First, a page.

Pete Gardere is one of these dark horse Texas legends. I mean outside of Texas- if you weren’t a Longhorn fan, I’d be verily impressed if you knew who he was, and his contribution to the school. Pete played during the dying years of the SWC, when the way you got to watch games was on the Raycom Sports Network on that Fox affiliate- before it was Fox. Texas had David McWilliams at head coach, who was an acorn off of the Darrell Royal tree.
Gardere arrived at Texas and quickly assumed the starting quarterback duty as a true freshman. Over his time at UT Gardere brought Texas painfully into the modern era of quarterbacking in a pro style offense. He also moonlighted as a punter. While playing for the school he set over 15 school records, which were broken and rewritten by the likes of Colt McCoy, Vince Young, James Brown, and Major Applewhite over the next 25 years.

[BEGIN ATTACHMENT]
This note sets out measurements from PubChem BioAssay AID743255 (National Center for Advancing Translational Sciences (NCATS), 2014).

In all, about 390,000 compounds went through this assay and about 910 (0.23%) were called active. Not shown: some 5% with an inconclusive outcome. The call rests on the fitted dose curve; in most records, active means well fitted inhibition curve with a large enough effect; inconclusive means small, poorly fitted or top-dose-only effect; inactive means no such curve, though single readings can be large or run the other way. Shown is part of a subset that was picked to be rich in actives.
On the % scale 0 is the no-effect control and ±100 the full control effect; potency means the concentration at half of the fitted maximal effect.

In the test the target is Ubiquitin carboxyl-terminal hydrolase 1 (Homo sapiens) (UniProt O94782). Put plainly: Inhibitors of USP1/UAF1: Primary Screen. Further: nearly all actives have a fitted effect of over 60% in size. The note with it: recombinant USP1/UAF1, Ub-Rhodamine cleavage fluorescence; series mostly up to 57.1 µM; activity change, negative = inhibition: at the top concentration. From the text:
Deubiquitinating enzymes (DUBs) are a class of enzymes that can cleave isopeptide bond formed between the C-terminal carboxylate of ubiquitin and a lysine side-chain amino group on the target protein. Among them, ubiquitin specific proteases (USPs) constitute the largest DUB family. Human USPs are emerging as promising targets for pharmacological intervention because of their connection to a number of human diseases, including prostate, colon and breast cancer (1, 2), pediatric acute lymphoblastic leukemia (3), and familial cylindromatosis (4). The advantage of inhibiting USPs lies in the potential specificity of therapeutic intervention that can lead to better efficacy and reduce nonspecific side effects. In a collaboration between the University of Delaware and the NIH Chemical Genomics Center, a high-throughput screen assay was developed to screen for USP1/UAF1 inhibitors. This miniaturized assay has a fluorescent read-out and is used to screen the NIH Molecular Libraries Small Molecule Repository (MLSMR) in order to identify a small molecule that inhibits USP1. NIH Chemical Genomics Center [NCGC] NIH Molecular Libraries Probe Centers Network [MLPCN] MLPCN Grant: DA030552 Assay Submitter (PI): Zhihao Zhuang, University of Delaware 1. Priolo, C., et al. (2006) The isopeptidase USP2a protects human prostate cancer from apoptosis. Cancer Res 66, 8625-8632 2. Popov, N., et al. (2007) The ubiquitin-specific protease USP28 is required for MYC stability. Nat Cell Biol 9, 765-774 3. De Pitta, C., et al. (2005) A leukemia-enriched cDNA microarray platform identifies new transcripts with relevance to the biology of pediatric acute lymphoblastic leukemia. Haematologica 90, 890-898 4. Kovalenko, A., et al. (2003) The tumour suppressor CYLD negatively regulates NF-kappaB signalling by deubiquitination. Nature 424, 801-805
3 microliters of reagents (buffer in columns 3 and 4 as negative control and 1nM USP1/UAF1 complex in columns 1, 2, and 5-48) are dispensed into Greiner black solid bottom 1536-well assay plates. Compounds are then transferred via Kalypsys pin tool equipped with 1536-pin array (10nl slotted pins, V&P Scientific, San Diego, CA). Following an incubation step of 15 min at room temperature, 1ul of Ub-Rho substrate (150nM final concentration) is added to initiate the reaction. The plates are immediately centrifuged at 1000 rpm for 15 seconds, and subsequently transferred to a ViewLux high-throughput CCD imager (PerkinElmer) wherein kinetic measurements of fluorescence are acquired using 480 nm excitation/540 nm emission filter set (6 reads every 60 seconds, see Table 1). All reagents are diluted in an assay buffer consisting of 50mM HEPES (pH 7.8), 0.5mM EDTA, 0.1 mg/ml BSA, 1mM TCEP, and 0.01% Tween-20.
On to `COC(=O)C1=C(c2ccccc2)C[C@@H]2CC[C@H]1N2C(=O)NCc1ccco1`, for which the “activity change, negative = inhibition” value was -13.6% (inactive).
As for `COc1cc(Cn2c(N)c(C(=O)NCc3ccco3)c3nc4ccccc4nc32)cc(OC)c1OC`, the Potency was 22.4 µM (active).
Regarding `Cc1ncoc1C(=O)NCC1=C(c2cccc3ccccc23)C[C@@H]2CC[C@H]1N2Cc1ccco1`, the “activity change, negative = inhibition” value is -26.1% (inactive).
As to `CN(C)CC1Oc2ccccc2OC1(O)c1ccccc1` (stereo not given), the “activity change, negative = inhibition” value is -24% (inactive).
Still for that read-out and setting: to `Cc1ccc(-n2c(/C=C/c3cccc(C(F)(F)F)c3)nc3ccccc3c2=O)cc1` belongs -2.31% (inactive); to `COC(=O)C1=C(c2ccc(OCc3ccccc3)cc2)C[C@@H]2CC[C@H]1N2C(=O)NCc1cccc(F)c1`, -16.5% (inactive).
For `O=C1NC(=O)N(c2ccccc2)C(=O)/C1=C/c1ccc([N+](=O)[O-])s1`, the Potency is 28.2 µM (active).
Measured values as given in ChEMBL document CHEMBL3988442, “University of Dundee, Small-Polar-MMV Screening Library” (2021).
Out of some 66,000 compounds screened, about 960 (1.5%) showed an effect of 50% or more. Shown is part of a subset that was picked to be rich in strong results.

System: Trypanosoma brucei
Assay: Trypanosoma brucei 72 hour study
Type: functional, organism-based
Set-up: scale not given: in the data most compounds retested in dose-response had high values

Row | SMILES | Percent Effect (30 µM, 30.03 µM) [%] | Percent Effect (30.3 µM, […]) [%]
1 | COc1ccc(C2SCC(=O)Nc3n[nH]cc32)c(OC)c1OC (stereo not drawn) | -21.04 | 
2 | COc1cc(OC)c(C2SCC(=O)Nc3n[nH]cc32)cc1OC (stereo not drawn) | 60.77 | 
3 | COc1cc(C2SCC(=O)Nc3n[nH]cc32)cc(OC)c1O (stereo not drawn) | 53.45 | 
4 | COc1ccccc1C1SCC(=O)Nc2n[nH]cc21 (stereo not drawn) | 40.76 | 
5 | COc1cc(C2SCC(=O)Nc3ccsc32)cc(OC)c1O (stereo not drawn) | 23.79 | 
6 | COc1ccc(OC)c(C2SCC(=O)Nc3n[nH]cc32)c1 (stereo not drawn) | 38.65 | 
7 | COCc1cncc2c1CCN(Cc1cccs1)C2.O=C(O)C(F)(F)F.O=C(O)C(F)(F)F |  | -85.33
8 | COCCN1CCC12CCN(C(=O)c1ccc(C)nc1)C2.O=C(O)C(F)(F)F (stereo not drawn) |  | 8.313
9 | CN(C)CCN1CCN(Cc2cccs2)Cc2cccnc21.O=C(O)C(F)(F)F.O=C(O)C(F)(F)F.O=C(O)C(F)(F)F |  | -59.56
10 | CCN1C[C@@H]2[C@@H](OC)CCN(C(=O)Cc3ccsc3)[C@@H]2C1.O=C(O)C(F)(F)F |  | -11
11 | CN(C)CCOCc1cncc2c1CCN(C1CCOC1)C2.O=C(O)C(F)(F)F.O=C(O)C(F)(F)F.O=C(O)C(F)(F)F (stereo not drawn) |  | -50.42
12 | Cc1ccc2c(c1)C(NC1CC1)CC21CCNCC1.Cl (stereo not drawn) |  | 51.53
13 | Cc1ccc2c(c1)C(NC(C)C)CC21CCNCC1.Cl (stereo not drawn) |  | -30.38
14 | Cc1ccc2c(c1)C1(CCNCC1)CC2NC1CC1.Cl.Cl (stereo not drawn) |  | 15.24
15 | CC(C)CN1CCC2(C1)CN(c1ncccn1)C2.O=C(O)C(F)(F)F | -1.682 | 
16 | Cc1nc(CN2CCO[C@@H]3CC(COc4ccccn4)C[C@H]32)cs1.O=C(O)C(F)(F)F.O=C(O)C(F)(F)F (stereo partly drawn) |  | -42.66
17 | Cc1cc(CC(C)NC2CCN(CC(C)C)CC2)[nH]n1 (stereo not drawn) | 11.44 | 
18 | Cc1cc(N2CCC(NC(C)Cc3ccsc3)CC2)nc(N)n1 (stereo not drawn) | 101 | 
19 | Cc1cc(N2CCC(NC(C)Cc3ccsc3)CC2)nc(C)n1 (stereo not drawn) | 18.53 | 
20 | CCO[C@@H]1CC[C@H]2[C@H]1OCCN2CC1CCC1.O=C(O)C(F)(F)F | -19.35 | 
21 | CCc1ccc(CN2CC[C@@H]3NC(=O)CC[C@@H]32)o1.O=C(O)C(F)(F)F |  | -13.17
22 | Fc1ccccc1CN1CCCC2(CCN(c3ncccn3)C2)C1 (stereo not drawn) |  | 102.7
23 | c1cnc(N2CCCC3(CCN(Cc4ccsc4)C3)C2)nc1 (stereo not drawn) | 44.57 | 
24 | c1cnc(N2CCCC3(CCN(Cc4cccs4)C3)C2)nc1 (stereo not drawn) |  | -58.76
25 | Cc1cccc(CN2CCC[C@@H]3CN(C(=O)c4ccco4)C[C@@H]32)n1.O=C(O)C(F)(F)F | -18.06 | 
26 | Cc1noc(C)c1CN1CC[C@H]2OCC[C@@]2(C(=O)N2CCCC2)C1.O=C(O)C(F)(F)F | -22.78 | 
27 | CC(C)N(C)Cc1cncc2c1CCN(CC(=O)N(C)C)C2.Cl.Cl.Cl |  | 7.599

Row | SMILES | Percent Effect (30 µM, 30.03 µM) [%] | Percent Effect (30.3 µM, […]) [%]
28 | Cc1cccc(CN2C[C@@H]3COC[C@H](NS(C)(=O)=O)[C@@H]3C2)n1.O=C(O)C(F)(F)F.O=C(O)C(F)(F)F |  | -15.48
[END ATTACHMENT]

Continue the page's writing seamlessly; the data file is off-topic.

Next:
The one record that still stands at this point- much to the chagrin of Sooners fans, is that Peter was 4-0 in the Red River Rivalry versus Oklahoma. In every contest, Gardere found a way to beat the Sooners, and even more impressive was that everytime the Longhorns were nationally unranked. Gardere finished with a record of 25-16 as a starter for the Longhorns.
Despite his resume, Pete was not drafted, however he was given an invitation to camp with the Seattle Seahawks in 1993. He’d be cut, but quickly scooped up by the CFL, and signed by the Sacramento Gold Miners. He’d be the team’s punter and serve as emergency quarterback from 1993 through 1994. In 1995, Pete was the punter for the Memphis Mad Dogs- but the team contracted after the season. Gardere then signed with the New Orleans Saints, but after he was cut in camp, elected to retire from football. Currently he lives in Austin. He served as a filming consultant for the quarterbacks on the movie Varsity Blues, and has been involved in real estate in the lucrative Central Texas market for many years.
I met him at the UT Coop Fan Fest in September where he penned two more cards for me. He then mused about how old he was because I could remember watching him as a kid on Raycom Sports Network during those dying days of the SWC.